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It is technically safe to place plastic-wrapped meat in the freezer, but there’s a few reasons why you might want to take that extra step.

Zee Krstic
October 06, 2017

More often than not, the butcher’s section of your local supermarket will offer discounts on greater quantities of meat, and you might find yourself with excess meat that needs to be preserved.

You may be inclined to toss your pre-packaged meat into the freezer, which is a safe way to ensure you can enjoy most meats for up to three or four months, according to the FDA.

But a major reason you might want to invest in a roll of butcher-approved wax paper is that most grocers choose to wrap their meat cuts in permeable packaging – meaning air can affect the quality of your meat as it sits in your freezer, often causing freezer burn over extended periods of time.

Freezer burn can occur with frozen meats when the dry air inside your freezer causes dehydration and oxidation over time. If your meat happens to get exposed to the harsh cold and shows signs of freezer burn, you’ll still be able to eat it – but it won't taste as good.

Credit: Sally Williams Photography/Getty

Another reason to invest in an additional layer of wrapping for your meats is the unforeseen chance your store wrapping rips or tears. If you happen to tear or even poke a small hole in the minimal packaging of your meats, freezer burn is a safe bet.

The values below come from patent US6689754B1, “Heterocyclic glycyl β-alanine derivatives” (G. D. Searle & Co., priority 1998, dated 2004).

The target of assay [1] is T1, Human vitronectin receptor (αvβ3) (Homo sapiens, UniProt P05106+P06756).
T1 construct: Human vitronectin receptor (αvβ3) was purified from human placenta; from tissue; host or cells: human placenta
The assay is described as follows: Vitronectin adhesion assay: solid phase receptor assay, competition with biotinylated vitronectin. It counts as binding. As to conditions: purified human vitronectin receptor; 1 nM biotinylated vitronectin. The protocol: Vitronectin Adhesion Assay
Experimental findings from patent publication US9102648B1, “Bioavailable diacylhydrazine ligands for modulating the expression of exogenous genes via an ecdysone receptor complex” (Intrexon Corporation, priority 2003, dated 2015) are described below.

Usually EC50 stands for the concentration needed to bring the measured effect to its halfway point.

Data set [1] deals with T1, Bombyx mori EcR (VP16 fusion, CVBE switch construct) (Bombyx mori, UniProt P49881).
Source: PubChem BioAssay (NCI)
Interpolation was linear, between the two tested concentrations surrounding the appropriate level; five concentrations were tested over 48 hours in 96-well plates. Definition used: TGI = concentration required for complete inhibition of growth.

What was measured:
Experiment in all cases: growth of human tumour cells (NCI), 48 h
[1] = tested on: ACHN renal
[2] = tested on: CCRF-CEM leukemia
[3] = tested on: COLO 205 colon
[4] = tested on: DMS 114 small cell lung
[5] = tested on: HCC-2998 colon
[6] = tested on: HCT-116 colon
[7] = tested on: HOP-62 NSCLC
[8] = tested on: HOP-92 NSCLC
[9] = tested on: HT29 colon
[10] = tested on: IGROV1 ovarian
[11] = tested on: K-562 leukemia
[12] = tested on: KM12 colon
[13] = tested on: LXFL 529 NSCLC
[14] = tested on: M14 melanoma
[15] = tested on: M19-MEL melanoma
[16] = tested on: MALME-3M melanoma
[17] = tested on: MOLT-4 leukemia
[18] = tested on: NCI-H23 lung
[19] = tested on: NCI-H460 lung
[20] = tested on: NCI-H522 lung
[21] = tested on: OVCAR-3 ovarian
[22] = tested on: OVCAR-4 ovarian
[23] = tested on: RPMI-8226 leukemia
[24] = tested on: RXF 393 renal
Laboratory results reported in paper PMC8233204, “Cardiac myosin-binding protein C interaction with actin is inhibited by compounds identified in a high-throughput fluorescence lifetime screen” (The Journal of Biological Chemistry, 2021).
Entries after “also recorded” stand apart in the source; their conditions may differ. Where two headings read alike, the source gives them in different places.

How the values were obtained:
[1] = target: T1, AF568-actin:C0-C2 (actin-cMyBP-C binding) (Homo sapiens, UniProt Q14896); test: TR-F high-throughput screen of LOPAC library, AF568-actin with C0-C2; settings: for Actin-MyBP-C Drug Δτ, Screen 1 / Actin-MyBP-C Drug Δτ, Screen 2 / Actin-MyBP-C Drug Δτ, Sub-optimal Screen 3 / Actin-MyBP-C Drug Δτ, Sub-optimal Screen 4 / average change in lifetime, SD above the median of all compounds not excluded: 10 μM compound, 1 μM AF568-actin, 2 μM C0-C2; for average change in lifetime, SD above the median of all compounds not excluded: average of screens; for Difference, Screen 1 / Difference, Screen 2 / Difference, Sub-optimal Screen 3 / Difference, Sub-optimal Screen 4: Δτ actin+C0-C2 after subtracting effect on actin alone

A low-cost safety net to always ensure your meat is as fresh and high quality as the day you purchased it is to wrap your meat with wax paper before storing it in the freezer. It’s a bit of a long-lost art form – independent butchers have always wrapped customers’ purchases in wax paper for long-term storage, and the practice became somewhat of a luxury in the modern grocery market.

Getty: James Baigrie

There are many variations of butcher or freezer wax paper available to purchase – choose one that has a substantiated coating of wax on one side of the paper. You can then simply tuck your plastic-wrapped meats into the wax paper, just make sure the waxy side touches the meat.

Tape the tightly-wrapped package shut and clearly mark the date as well as what kind of meat or fish it is with a sharpie, and you’ll always know what’s inside. To be extra careful, some will even coat this package in aluminum foil, which can be reused again with the next package of meat you place inside your freezer.

There’s nothing worse than taking out an expensive cut of meat to see that it’s fallen victim to freezer burn. Avoid the agonizing pain of throwing out inedible meats with a few minutes of extra prep.